More than two centuries before the fight to replace Supreme Court Justice Ruth Bader Ginsberg, President John Adams nominated his Secretary of State, John Marshall, to the court just before leaving office. Adams, a Federalist, had just lost the presidency to his arch-rival, Thomas Jefferson. an anti-Federalist or Democrat-Republican. Adams desperately wanted a legacy, which he certainly got in Marshall, who turned out to be the longest serving Supreme Court justice in history. Marshall wrote the ground-breaking, landmark opinion in Marbury vs. Madison, which established the principle of judicial review of laws passed by Congress and essentially made the high court a co-equal branch of government.
Adams’ appointment infuriated Jefferson, who despised Marshall, his cousin, who he viewed as an anti-democratic elitist. TJ was also furious when the Federalist-controlled Senate reduced the number of Supreme Court justices from six to five, depriving him of the right to appoint a justice. The Senate also quickly passed the Judiciary Act of 1801, expanding lower courts by 16. On the night before Jefferson took office, Adams rushed the appointment of these “midnight judges.” The Washington Post, in its Retropolis column, recalled the power struggle between Adams and Jefferson over the role of the Supreme Court.
To retaliate against Adams and the Federalists, Jefferson and his supporters in 1802 repealed the Judiciary Act. He then launched an impeachment trial against Supreme Court Justice Samuel Chase, as the Post recounted in another article. Chase had accused Jefferson of seeking a “mobocracy, the worst form of all government.” In 1804, the House of Representatives did indeed impeach Chase, but he was acquitted by the U.S. Senate, which did not vote the two-thirds majority necessary to remove a justice from the court.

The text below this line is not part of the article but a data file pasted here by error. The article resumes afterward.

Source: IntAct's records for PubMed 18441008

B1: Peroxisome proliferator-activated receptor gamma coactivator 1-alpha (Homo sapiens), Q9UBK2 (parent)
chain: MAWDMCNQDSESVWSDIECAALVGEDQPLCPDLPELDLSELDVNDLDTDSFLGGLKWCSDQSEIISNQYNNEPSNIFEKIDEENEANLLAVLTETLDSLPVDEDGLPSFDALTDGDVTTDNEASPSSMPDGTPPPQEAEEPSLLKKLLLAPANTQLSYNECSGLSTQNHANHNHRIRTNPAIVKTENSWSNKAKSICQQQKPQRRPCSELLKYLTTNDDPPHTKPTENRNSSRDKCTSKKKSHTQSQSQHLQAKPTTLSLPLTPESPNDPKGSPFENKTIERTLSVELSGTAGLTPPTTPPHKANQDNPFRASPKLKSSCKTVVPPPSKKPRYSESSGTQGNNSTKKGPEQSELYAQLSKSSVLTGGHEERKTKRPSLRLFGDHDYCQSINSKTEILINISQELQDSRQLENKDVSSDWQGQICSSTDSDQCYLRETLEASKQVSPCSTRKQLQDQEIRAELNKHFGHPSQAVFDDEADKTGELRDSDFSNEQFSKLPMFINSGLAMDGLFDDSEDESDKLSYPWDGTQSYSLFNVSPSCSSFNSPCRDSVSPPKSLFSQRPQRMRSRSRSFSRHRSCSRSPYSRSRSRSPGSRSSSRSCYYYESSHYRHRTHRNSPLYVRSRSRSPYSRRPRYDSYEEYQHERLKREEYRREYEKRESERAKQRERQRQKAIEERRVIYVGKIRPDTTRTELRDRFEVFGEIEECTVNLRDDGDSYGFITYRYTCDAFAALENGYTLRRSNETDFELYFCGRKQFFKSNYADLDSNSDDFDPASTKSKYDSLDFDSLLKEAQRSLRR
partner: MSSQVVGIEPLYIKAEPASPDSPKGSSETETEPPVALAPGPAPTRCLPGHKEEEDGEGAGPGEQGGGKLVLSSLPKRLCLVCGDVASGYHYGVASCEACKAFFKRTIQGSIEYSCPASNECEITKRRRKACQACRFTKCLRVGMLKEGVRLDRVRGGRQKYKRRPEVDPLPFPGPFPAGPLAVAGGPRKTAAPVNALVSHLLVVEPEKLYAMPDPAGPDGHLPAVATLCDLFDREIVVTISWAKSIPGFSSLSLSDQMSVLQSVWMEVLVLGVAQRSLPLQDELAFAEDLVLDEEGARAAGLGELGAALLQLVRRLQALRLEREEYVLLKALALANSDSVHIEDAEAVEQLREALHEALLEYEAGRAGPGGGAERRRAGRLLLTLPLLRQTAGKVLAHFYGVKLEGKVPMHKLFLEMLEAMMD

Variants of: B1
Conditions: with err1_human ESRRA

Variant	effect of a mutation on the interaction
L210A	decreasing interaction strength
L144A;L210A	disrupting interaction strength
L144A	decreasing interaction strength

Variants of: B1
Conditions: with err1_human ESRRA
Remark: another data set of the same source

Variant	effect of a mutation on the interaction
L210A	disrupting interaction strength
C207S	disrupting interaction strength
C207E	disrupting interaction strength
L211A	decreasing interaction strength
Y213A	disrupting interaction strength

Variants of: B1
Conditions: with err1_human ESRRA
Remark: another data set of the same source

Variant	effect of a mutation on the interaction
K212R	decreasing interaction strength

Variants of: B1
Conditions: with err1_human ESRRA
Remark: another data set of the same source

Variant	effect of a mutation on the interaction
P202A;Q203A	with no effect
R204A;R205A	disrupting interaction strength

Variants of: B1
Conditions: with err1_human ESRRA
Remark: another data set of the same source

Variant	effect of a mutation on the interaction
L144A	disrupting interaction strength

By the time he left office in 1809, Jefferson succeeded in expanding the court. But by then, Marshall was a powerhouse of judicial influence. So you could say that in the long run, the Federalists and anti-Federalists learned to co-exist in American legal politics, just as liberals and conservatives, Democrats and Republicans, have learned to tolerate and even respect each other in American politics. Note the friendship between Justices Ruth Bader Ginsberg and Anthony Scalia, who had opposite judicial philosophies.
Crash Course Government and Politics: “Judicial review is the power to examine and invalidate actions of the legislative and executive branches. It happens at both the state and federal court levels, but today we’re going to focus primarily on the court at the top – the Supreme Court of the United States. Now it’s important to remember that the court has granted itself these powers and they aren’t found within the Constitution, but as with the executive and legislative branches, the courts rely heavily on implied powers to get stuff done.” Transcript.
Crash Course Government and Politics: What are “the actors that influence judicial decisions? As you may have noticed, the Supreme Court handed down some pretty big decisions on same-sex marriage (in Obergefell v Hodges) and the Affordable Care Act (in King v. Burwell). Now, it’s important to remember that these decisions are not made in a vacuum, but influenced by the other branches of government, political affiliations, and past court decisions. We’re also talk about a judge’s judicial philosophy – that is their relative restraint or activism in making decisions on laws. Judicial restraint is often equated with conservatism, but as we’ll show you, this is not always the case.” Transcript.